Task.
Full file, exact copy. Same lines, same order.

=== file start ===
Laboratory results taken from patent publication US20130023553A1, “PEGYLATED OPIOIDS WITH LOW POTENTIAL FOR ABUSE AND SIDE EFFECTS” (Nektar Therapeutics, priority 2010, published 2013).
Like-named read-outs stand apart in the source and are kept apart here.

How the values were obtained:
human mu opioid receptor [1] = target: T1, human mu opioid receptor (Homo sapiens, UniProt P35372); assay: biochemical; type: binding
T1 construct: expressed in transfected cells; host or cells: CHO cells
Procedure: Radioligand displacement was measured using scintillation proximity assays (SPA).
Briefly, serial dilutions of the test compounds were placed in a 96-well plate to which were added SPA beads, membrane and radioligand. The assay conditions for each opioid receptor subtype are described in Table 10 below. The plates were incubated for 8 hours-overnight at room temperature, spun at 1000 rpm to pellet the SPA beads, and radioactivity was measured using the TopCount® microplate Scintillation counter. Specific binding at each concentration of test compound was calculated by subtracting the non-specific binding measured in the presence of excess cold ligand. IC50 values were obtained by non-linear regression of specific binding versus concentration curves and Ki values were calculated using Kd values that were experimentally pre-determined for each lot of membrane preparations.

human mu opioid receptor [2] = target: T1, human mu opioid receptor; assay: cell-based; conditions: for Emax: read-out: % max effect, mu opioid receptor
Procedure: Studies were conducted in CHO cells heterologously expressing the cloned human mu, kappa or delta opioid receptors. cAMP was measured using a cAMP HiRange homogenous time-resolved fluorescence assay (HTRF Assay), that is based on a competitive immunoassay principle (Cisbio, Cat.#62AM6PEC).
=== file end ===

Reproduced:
Laboratory results taken from patent publication US20130023553A1, “PEGYLATED OPIOIDS WITH LOW POTENTIAL FOR ABUSE AND SIDE EFFECTS” (Nektar Therapeutics, priority 2010, published 2013).
Like-named read-outs stand apart in the source and are kept apart here.

How the values were obtained:
human mu opioid receptor [1] = target: T1, human mu opioid receptor (Homo sapiens, UniProt P35372); assay: biochemical; type: binding
T1 construct: expressed in transfected cells; host or cells: CHO cells
Procedure: Radioligand displacement was measured using scintillation proximity assays (SPA).
Briefly, serial dilutions of the test compounds were placed in a 96-well plate to which were added SPA beads, membrane and radioligand. The assay conditions for each opioid receptor subtype are described in Table 10 below. The plates were incubated for 8 hours-overnight at room temperature, spun at 1000 rpm to pellet the SPA beads, and radioactivity was measured using the TopCount® microplate Scintillation counter. Specific binding at each concentration of test compound was calculated by subtracting the non-specific binding measured in the presence of excess cold ligand. IC50 values were obtained by non-linear regression of specific binding versus concentration curves and Ki values were calculated using Kd values that were experimentally pre-determined for each lot of membrane preparations.

human mu opioid receptor [2] = target: T1, human mu opioid receptor; assay: cell-based; conditions: for Emax: read-out: % max effect, mu opioid receptor
Procedure: Studies were conducted in CHO cells heterologously expressing the cloned human mu, kappa or delta opioid receptors. cAMP was measured using a cAMP HiRange homogenous time-resolved fluorescence assay (HTRF Assay), that is based on a competitive immunoassay principle (Cisbio, Cat.#62AM6PEC).